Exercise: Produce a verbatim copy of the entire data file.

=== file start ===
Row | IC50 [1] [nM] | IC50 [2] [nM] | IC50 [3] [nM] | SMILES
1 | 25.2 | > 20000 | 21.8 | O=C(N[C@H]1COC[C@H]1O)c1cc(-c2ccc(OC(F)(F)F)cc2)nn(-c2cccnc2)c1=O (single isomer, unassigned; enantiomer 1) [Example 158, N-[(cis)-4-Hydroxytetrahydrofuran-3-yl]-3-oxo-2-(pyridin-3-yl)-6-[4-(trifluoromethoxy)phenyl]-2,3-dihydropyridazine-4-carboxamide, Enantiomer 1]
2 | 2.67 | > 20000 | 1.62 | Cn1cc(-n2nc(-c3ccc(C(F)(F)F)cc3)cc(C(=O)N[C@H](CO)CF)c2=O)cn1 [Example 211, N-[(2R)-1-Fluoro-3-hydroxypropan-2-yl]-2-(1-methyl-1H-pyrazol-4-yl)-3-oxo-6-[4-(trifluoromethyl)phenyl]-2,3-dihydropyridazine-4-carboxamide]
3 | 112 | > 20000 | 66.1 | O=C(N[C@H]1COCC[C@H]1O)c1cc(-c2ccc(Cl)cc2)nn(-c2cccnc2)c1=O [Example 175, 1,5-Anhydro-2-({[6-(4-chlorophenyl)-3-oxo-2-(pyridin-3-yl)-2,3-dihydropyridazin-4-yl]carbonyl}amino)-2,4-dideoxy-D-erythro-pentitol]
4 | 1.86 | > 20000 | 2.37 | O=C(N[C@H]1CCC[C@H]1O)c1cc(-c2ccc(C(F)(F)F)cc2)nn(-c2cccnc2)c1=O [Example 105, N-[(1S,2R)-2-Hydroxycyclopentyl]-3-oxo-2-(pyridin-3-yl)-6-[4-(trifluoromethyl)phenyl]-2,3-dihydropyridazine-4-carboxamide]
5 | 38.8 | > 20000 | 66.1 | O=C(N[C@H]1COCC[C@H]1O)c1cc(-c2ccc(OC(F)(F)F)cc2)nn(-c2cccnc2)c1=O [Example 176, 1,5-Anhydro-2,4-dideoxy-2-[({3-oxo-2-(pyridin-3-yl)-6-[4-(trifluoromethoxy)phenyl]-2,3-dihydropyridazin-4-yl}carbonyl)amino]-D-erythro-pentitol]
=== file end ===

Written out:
Row | IC50 [1] [nM] | IC50 [2] [nM] | IC50 [3] [nM] | SMILES
1 | 25.2 | > 20000 | 21.8 | O=C(N[C@H]1COC[C@H]1O)c1cc(-c2ccc(OC(F)(F)F)cc2)nn(-c2cccnc2)c1=O (single isomer, unassigned; enantiomer 1) [Example 158, N-[(cis)-4-Hydroxytetrahydrofuran-3-yl]-3-oxo-2-(pyridin-3-yl)-6-[4-(trifluoromethoxy)phenyl]-2,3-dihydropyridazine-4-carboxamide, Enantiomer 1]
2 | 2.67 | > 20000 | 1.62 | Cn1cc(-n2nc(-c3ccc(C(F)(F)F)cc3)cc(C(=O)N[C@H](CO)CF)c2=O)cn1 [Example 211, N-[(2R)-1-Fluoro-3-hydroxypropan-2-yl]-2-(1-methyl-1H-pyrazol-4-yl)-3-oxo-6-[4-(trifluoromethyl)phenyl]-2,3-dihydropyridazine-4-carboxamide]
3 | 112 | > 20000 | 66.1 | O=C(N[C@H]1COCC[C@H]1O)c1cc(-c2ccc(Cl)cc2)nn(-c2cccnc2)c1=O [Example 175, 1,5-Anhydro-2-({[6-(4-chlorophenyl)-3-oxo-2-(pyridin-3-yl)-2,3-dihydropyridazin-4-yl]carbonyl}amino)-2,4-dideoxy-D-erythro-pentitol]
4 | 1.86 | > 20000 | 2.37 | O=C(N[C@H]1CCC[C@H]1O)c1cc(-c2ccc(C(F)(F)F)cc2)nn(-c2cccnc2)c1=O [Example 105, N-[(1S,2R)-2-Hydroxycyclopentyl]-3-oxo-2-(pyridin-3-yl)-6-[4-(trifluoromethyl)phenyl]-2,3-dihydropyridazine-4-carboxamide]
5 | 38.8 | > 20000 | 66.1 | O=C(N[C@H]1COCC[C@H]1O)c1cc(-c2ccc(OC(F)(F)F)cc2)nn(-c2cccnc2)c1=O [Example 176, 1,5-Anhydro-2,4-dideoxy-2-[({3-oxo-2-(pyridin-3-yl)-6-[4-(trifluoromethoxy)phenyl]-2,3-dihydropyridazin-4-yl}carbonyl)amino]-D-erythro-pentitol]